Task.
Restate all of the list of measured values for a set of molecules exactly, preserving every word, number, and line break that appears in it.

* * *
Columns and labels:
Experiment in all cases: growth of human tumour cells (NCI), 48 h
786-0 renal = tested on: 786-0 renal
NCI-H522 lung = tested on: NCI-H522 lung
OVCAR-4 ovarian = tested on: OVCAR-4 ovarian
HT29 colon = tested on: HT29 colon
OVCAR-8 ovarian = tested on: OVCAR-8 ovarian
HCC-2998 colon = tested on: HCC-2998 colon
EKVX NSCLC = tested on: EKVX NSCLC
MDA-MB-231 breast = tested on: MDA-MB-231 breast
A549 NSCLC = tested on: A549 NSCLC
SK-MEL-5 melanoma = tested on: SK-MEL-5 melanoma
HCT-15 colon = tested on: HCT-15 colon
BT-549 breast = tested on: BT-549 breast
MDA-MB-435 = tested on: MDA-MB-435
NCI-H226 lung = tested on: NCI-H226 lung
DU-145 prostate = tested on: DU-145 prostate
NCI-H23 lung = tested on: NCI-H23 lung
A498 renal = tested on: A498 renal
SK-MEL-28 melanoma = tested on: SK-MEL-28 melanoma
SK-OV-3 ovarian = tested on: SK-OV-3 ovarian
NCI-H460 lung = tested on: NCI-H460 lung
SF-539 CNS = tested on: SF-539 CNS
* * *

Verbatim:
Columns and labels:
Experiment in all cases: growth of human tumour cells (NCI), 48 h
786-0 renal = tested on: 786-0 renal
NCI-H522 lung = tested on: NCI-H522 lung
OVCAR-4 ovarian = tested on: OVCAR-4 ovarian
HT29 colon = tested on: HT29 colon
OVCAR-8 ovarian = tested on: OVCAR-8 ovarian
HCC-2998 colon = tested on: HCC-2998 colon
EKVX NSCLC = tested on: EKVX NSCLC
MDA-MB-231 breast = tested on: MDA-MB-231 breast
A549 NSCLC = tested on: A549 NSCLC
SK-MEL-5 melanoma = tested on: SK-MEL-5 melanoma
HCT-15 colon = tested on: HCT-15 colon
BT-549 breast = tested on: BT-549 breast
MDA-MB-435 = tested on: MDA-MB-435
NCI-H226 lung = tested on: NCI-H226 lung
DU-145 prostate = tested on: DU-145 prostate
NCI-H23 lung = tested on: NCI-H23 lung
A498 renal = tested on: A498 renal
SK-MEL-28 melanoma = tested on: SK-MEL-28 melanoma
SK-OV-3 ovarian = tested on: SK-OV-3 ovarian
NCI-H460 lung = tested on: NCI-H460 lung
SF-539 CNS = tested on: SF-539 CNS